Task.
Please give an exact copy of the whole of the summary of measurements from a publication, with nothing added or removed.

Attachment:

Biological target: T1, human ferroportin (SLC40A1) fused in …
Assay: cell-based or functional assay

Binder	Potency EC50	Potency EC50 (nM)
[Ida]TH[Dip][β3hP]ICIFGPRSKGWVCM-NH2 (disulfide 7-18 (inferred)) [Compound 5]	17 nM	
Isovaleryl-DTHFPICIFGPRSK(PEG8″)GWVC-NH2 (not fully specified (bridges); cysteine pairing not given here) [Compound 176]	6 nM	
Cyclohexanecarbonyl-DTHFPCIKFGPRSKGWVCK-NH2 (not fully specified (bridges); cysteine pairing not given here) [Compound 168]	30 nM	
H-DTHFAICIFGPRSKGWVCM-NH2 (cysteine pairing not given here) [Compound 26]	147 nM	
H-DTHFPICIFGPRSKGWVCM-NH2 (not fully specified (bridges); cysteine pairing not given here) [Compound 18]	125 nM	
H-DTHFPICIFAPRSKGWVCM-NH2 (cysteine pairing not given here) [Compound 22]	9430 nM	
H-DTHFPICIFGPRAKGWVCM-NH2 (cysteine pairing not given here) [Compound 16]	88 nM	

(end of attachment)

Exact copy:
Biological target: T1, human ferroportin (SLC40A1) fused in …
Assay: cell-based or functional assay

Binder	Potency EC50	Potency EC50 (nM)
[Ida]TH[Dip][β3hP]ICIFGPRSKGWVCM-NH2 (disulfide 7-18 (inferred)) [Compound 5]	17 nM	
Isovaleryl-DTHFPICIFGPRSK(PEG8″)GWVC-NH2 (not fully specified (bridges); cysteine pairing not given here) [Compound 176]	6 nM	
Cyclohexanecarbonyl-DTHFPCIKFGPRSKGWVCK-NH2 (not fully specified (bridges); cysteine pairing not given here) [Compound 168]	30 nM	
H-DTHFAICIFGPRSKGWVCM-NH2 (cysteine pairing not given here) [Compound 26]	147 nM	
H-DTHFPICIFGPRSKGWVCM-NH2 (not fully specified (bridges); cysteine pairing not given here) [Compound 18]	125 nM	
H-DTHFPICIFAPRSKGWVCM-NH2 (cysteine pairing not given here) [Compound 22]	9430 nM	
H-DTHFPICIFGPRAKGWVCM-NH2 (cysteine pairing not given here) [Compound 16]	88 nM	